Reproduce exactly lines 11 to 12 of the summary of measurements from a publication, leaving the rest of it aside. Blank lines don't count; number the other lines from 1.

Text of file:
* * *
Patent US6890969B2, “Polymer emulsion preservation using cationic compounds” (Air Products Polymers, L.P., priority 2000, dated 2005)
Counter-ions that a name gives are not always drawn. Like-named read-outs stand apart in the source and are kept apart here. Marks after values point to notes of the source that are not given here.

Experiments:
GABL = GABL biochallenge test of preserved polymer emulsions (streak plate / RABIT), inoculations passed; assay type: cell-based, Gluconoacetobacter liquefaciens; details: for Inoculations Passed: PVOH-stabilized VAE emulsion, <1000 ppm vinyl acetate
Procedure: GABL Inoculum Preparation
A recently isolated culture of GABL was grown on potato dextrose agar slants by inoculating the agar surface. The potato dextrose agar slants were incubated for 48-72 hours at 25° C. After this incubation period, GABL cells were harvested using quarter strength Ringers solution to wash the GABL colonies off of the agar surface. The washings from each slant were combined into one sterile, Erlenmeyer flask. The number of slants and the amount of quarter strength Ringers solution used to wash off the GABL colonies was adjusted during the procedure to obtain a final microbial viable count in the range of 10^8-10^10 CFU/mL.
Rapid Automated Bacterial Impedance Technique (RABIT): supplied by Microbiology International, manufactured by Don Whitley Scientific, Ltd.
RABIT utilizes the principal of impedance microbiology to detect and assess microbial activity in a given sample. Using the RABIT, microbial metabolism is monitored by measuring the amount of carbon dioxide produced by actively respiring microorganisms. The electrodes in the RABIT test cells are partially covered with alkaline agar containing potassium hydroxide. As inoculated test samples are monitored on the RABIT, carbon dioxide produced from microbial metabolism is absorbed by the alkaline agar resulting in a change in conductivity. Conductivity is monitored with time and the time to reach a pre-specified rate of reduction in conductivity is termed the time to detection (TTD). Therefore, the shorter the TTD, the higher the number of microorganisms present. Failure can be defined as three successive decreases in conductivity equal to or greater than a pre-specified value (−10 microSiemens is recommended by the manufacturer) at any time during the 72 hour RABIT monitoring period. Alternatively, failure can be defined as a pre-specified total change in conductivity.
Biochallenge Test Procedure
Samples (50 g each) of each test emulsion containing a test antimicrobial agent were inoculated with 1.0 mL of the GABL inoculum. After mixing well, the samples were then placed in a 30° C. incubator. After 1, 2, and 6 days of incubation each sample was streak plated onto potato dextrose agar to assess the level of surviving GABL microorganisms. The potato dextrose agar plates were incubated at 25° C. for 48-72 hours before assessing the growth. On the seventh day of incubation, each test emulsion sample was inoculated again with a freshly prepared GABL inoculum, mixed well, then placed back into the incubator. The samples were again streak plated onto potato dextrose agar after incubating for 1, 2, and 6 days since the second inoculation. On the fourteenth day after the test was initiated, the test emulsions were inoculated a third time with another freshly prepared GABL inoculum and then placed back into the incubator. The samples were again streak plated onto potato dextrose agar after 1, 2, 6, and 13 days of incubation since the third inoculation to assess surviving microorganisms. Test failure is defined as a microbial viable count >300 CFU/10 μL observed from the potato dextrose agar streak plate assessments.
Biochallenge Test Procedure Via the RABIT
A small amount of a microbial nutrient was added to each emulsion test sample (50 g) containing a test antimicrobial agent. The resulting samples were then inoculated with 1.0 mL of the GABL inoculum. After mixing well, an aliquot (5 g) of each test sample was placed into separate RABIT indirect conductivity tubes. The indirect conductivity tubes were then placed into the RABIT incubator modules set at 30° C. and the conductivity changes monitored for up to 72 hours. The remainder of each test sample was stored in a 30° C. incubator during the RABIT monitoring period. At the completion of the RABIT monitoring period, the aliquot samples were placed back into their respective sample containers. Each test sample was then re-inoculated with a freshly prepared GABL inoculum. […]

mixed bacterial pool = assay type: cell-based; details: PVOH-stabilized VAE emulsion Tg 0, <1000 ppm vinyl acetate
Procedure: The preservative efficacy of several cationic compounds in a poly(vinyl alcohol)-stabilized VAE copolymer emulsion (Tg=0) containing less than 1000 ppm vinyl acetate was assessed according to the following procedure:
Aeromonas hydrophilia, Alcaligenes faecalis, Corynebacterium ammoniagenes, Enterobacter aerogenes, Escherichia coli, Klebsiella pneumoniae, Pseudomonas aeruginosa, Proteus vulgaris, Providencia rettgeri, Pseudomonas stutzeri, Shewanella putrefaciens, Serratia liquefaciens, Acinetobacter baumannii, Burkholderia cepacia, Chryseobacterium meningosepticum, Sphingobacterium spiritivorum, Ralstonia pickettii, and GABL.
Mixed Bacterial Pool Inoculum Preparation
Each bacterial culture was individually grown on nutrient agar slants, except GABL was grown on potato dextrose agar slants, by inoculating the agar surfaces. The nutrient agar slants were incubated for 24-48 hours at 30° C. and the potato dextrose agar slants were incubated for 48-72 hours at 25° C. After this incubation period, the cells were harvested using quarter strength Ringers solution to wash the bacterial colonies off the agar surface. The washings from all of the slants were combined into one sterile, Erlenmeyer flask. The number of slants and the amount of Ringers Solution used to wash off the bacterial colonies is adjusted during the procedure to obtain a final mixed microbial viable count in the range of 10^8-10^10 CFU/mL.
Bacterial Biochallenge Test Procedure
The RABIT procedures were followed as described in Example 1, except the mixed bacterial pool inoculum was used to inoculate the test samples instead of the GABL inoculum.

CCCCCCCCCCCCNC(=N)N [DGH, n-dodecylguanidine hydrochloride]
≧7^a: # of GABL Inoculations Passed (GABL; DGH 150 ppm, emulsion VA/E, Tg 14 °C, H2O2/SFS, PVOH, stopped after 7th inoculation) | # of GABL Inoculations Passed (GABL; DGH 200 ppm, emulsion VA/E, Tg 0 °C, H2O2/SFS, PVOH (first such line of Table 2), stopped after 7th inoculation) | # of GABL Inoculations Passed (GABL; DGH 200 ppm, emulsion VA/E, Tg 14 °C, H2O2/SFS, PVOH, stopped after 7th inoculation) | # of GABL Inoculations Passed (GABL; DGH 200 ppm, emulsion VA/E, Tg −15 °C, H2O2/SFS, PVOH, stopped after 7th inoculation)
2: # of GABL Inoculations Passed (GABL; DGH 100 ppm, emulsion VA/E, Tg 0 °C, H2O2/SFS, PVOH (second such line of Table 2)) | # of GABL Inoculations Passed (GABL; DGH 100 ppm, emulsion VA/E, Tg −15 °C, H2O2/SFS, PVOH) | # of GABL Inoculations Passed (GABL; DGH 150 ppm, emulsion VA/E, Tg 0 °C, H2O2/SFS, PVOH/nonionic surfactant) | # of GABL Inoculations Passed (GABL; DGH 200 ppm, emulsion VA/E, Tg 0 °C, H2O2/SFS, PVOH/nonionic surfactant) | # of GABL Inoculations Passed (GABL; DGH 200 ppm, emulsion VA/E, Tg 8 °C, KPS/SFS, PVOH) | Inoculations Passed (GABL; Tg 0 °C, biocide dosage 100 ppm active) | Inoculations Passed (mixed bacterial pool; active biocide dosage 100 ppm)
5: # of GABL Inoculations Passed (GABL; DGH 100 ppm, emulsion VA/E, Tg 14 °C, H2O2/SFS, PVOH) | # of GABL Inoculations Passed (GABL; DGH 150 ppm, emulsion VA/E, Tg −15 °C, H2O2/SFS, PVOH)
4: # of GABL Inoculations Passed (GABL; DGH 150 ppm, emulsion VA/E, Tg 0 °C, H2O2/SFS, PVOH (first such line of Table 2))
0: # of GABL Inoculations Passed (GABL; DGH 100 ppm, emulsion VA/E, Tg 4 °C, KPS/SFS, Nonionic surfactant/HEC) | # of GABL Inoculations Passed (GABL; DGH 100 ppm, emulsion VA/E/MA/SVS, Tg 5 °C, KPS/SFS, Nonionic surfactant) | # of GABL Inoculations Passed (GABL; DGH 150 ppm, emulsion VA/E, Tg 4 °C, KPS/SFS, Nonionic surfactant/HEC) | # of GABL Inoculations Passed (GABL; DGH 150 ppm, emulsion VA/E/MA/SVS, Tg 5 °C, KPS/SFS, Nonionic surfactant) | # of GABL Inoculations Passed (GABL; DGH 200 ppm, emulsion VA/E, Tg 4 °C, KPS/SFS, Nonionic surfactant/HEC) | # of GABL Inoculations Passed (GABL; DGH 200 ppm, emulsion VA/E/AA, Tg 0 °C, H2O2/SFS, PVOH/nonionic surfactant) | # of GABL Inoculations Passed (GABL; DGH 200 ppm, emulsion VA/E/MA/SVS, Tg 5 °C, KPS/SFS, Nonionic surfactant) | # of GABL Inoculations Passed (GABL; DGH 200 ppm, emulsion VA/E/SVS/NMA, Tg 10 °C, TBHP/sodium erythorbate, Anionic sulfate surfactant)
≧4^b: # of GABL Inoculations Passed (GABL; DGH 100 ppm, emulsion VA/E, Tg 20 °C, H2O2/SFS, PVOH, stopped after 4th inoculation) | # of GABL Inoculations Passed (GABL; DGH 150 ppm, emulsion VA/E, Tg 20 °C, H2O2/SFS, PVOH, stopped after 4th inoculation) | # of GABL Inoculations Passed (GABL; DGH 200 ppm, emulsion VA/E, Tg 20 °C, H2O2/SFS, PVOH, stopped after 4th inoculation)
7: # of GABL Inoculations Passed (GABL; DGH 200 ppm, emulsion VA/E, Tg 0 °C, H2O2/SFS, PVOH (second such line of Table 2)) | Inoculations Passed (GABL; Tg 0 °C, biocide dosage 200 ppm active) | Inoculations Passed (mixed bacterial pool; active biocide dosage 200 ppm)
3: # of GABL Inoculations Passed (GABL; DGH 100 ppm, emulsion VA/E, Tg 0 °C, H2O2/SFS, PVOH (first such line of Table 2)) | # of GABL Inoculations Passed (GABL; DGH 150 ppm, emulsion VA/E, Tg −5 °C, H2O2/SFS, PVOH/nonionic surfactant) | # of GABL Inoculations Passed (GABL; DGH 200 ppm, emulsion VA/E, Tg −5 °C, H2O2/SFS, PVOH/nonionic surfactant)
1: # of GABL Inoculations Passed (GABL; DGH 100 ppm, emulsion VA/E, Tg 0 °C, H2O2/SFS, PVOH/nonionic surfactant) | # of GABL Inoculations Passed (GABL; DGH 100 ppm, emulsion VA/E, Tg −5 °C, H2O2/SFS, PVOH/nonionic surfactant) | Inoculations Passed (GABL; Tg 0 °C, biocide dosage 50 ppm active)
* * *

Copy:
Biochallenge Test Procedure Via the RABIT
A small amount of a microbial nutrient was added to each emulsion test sample (50 g) containing a test antimicrobial agent. The resulting samples were then inoculated with 1.0 mL of the GABL inoculum. After mixing well, an aliquot (5 g) of each test sample was placed into separate RABIT indirect conductivity tubes. The indirect conductivity tubes were then placed into the RABIT incubator modules set at 30° C. and the conductivity changes monitored for up to 72 hours. The remainder of each test sample was stored in a 30° C. incubator during the RABIT monitoring period. At the completion of the RABIT monitoring period, the aliquot samples were placed back into their respective sample containers. Each test sample was then re-inoculated with a freshly prepared GABL inoculum. […]